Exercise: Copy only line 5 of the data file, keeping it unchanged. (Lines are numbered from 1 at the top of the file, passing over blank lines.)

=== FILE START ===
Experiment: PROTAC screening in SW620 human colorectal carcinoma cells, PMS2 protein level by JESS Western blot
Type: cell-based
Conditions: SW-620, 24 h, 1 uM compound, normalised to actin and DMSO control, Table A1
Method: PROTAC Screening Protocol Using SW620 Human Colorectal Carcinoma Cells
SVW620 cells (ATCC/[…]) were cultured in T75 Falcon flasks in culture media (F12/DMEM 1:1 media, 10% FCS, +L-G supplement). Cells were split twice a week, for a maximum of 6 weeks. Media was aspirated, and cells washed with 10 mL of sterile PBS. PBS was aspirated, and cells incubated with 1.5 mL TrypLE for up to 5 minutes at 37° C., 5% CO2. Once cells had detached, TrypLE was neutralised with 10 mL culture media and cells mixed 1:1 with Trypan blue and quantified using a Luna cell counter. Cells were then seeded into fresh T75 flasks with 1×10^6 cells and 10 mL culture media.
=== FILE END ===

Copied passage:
SVW620 cells (ATCC/[…]) were cultured in T75 Falcon flasks in culture media (F12/DMEM 1:1 media, 10% FCS, +L-G supplement). Cells were split twice a week, for a maximum of 6 weeks. Media was aspirated, and cells washed with 10 mL of sterile PBS. PBS was aspirated, and cells incubated with 1.5 mL TrypLE for up to 5 minutes at 37° C., 5% CO2. Once cells had detached, TrypLE was neutralised with 10 mL culture media and cells mixed 1:1 with Trypan blue and quantified using a Luna cell counter. Cells were then seeded into fresh T75 flasks with 1×10^6 cells and 10 mL culture media.